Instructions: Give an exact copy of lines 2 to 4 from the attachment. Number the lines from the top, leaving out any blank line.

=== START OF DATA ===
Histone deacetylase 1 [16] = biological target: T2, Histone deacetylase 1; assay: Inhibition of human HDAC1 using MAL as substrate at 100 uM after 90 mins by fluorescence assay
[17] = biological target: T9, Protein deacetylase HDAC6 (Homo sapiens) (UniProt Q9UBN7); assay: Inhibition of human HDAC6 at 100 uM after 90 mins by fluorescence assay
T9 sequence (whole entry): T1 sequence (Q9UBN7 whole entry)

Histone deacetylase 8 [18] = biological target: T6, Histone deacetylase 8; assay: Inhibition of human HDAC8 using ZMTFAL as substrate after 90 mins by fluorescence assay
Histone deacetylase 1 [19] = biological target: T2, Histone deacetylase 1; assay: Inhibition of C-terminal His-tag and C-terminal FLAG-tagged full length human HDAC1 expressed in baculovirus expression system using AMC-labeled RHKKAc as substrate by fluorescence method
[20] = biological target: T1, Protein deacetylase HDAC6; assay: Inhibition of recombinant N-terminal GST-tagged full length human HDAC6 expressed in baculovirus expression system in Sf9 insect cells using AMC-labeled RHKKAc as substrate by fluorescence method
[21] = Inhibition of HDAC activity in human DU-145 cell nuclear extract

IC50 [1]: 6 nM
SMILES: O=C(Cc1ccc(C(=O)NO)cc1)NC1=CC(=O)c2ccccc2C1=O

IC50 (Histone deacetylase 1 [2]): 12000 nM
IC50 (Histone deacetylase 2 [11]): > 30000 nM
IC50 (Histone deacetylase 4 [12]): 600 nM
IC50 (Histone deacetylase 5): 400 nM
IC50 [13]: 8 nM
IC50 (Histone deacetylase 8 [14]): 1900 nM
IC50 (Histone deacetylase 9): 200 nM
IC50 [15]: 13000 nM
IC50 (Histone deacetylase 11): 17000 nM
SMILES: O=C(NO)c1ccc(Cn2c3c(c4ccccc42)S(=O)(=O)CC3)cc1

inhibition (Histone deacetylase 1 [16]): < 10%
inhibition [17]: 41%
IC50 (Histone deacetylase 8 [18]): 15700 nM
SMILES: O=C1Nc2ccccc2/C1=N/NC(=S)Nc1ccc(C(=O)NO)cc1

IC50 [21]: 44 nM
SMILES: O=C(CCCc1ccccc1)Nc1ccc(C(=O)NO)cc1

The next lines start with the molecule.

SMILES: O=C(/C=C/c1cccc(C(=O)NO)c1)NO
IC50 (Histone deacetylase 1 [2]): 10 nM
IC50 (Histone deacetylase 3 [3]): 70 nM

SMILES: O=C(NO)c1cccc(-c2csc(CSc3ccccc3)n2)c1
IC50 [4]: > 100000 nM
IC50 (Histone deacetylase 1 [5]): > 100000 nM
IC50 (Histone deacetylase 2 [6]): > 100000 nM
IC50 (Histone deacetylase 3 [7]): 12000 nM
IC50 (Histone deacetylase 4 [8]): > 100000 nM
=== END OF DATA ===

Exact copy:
[17] = biological target: T9, Protein deacetylase HDAC6 (Homo sapiens) (UniProt Q9UBN7); assay: Inhibition of human HDAC6 at 100 uM after 90 mins by fluorescence assay
T9 sequence (whole entry): T1 sequence (Q9UBN7 whole entry)

Histone deacetylase 8 [18] = biological target: T6, Histone deacetylase 8; assay: Inhibition of human HDAC8 using ZMTFAL as substrate after 90 mins by fluorescence assay